Italian Archeological Team Goes Underwater [Archives:1998/05/Culture]

February 2 1998

Bir Ali isn’t just another village on the Hadhramaut coast. As a fishing port it has recently revealed its secrets to the exploits of modern science.
An Italian underwater research team is here to examine the ancient port of Kane. The research team headed by Barbara Davidde and Roberto Petraggi has informed Yemen Times that the original work goes back 13 years when a Russian Archeologist Alexander Sedov did some work in the region. The Russians and French were the first to explore the region. The Italians are the first to explore the underwater region near the coast, Mr. Orazio Guanciale of the Italian Embassy informed the newspaper. The team started last year by marking off 300 sq. meters off the coast. The dig is in shallow waters up to 10 meters deep and the initiative was taken to continue research this year because of artifacts found at that depth; a pyramid shaped, stone anchor, ceramics, mooring stones and some amphora remains.
First a little about the background of the region: the area on the Shabwa coast served as a link between the Orient and the west during the spice trade. Historical records of the precise time  the port began are 225 AD. when ships docked at the harbor were destroyed by the Saba’ King, Sha’ar Awtar. A hundred years later, saw the Yazanide princes buy ships there. More recently, the English described two ports in the region, one in the north and one in the south separated by a promontory. Today it is hypothesized that ships alternated between the two ports depending on the monsoon seasons. In the winter, ships docked in the south, and in the summer, in the north.
The Russians found the urban site in 1985. Excavations there have continued until now with the help of the French and revealed the following ruins:  storage areas, a fortress, a building thought to be a temple, an ancient light house. Evidence of early inhabitation is proven by the presence of bronze coins and ceramic material excavated  until now. The main finds include fragments of a 2/4 Dressel type amphora, 47 of the Pelichet type from South Gallia and 3 from the Koan region which date back between the first and third century AD.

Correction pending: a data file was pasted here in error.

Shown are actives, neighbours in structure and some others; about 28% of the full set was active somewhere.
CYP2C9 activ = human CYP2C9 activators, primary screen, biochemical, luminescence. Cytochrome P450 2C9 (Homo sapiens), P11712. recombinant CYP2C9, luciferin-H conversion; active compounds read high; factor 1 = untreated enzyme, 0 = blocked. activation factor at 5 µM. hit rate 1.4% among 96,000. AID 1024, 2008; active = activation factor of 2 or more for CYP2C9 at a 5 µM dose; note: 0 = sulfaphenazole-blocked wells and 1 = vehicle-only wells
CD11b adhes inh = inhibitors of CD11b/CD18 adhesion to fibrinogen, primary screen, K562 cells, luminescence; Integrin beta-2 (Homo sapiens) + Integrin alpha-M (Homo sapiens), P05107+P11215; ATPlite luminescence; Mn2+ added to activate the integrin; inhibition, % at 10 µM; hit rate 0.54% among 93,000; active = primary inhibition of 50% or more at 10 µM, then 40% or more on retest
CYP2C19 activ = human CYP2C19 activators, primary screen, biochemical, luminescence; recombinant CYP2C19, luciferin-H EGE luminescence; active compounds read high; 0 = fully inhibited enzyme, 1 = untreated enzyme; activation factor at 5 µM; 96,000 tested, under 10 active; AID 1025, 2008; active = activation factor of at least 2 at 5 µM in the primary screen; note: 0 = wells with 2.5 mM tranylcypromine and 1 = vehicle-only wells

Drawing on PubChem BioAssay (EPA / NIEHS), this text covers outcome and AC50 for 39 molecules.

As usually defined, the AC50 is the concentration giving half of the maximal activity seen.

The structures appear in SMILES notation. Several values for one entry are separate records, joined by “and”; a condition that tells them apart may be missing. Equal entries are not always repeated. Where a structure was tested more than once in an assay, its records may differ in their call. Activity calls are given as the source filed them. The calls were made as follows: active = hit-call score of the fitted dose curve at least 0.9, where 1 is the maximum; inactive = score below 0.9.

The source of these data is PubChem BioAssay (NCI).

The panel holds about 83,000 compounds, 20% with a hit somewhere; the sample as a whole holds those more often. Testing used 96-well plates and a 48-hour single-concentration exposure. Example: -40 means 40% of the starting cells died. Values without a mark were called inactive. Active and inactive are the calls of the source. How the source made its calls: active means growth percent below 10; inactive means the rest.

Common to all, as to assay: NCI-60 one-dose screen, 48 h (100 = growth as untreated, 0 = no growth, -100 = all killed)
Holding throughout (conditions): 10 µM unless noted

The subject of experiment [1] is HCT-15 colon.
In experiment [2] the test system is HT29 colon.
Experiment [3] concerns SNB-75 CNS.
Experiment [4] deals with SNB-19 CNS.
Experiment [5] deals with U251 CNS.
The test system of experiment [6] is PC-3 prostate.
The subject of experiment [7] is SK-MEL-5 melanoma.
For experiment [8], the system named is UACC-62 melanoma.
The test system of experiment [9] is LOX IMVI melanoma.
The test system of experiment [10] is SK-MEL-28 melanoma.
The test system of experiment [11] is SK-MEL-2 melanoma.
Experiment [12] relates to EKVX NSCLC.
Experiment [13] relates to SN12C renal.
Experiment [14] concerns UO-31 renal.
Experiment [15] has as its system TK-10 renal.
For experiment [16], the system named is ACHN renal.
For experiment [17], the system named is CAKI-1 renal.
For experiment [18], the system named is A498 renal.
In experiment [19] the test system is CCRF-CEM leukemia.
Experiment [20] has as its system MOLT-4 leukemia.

Fragments of amphora originating from the Black Sea region were also found confirming a shift in commercial relations towards north Africa and the Black Sea in the third century . Moorings were also found during dives. The artifacts testify an earlier contact with the Italian Peninsula and Asia Minor up until the second century which changed towards North and East Africa from the third to the fourth centuries.
The Italian team set out to add new data to the knowledge of the ancient harbor to confirm the intensive commercial exchanges with south Palestine, Antiochia and Mesopotamia. The artifacts discovered  in 1996 and mentioned above are now housed in the Ataq museum.
During a recent examination of the rectangular stone structures discovered underwater, the scientists have hypothesized that they served as mooring devices. _These stones have long grooves in the middle where the larger boats were probably moored by means of rope. These allowed cargo boats to secure a better mooring, Roberto Petraggi commented on the discovery. A new survey has begun to continue in the area to better circumscribe the extension of the archeological area. Yemen Times wishes the exploratory team good luck in their endeavors.
Martin Dansky, Yemen Times